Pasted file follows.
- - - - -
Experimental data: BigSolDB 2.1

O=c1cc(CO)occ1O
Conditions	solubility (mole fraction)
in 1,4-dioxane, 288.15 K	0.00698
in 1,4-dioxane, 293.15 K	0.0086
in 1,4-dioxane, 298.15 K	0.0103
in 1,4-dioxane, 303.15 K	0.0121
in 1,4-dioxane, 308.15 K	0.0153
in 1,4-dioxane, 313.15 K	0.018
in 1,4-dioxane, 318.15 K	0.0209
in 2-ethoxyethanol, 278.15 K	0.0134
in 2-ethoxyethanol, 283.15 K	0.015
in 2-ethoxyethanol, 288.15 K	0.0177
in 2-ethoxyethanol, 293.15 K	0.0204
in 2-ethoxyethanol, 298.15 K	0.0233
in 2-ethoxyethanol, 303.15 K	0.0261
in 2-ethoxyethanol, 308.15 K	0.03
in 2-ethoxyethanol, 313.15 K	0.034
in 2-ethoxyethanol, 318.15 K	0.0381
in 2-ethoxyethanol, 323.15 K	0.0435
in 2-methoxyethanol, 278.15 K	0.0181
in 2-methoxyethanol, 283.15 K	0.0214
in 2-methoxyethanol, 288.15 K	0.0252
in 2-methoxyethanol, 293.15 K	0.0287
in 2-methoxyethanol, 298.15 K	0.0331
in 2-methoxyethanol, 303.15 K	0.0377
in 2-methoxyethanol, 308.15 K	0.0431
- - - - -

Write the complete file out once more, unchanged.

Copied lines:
Experimental data: BigSolDB 2.1

O=c1cc(CO)occ1O
Conditions	solubility (mole fraction)
in 1,4-dioxane, 288.15 K	0.00698
in 1,4-dioxane, 293.15 K	0.0086
in 1,4-dioxane, 298.15 K	0.0103
in 1,4-dioxane, 303.15 K	0.0121
in 1,4-dioxane, 308.15 K	0.0153
in 1,4-dioxane, 313.15 K	0.018
in 1,4-dioxane, 318.15 K	0.0209
in 2-ethoxyethanol, 278.15 K	0.0134
in 2-ethoxyethanol, 283.15 K	0.015
in 2-ethoxyethanol, 288.15 K	0.0177
in 2-ethoxyethanol, 293.15 K	0.0204
in 2-ethoxyethanol, 298.15 K	0.0233
in 2-ethoxyethanol, 303.15 K	0.0261
in 2-ethoxyethanol, 308.15 K	0.03
in 2-ethoxyethanol, 313.15 K	0.034
in 2-ethoxyethanol, 318.15 K	0.0381
in 2-ethoxyethanol, 323.15 K	0.0435
in 2-methoxyethanol, 278.15 K	0.0181
in 2-methoxyethanol, 283.15 K	0.0214
in 2-methoxyethanol, 288.15 K	0.0252
in 2-methoxyethanol, 293.15 K	0.0287
in 2-methoxyethanol, 298.15 K	0.0331
in 2-methoxyethanol, 303.15 K	0.0377
in 2-methoxyethanol, 308.15 K	0.0431